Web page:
Marliese Scheller is one of the rare breed of artists for whom art and life are intrinsically linked to the quest of knowledge.
At the Institute of Arts & Crafts in Sarrebruck, she discovered under Frans Masereel (1889-1972) the technique of woodcut and acquired under him a solid notion of the graphic art. With Hermann Henry Gowa (1902-1990), she gained a knowledge of colours and the harmony of tones and half-tones. She read oriental archaeology under André Parrot at L'Ecole du Louvre and her research took her to Byblos, Lebanon, where she studied Early Bronze Age settlements and artefacts. If antiquity has made her aware of the wealth of artistic forms, her predilections regarding Western painting crystallize around the works of Giotto and Michelangelo.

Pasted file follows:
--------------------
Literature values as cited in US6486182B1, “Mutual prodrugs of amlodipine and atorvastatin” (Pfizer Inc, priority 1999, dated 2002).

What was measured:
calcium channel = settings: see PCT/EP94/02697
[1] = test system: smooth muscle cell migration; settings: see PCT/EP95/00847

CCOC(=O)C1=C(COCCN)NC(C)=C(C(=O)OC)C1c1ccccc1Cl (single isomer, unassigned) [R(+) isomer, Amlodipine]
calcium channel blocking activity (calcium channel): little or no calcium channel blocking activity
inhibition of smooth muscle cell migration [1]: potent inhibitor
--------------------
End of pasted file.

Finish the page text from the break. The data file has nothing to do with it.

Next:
Marliese Scheller embraces and masters with relative ease the art of fresco (article in german), engraving, woodcut, gouache, water colour, oil painting, tapestry and miniature (illuminated manuscript). Each of these means becomes a vehicle for expressing her skills and a spontaneity that combines traditionalism with realism.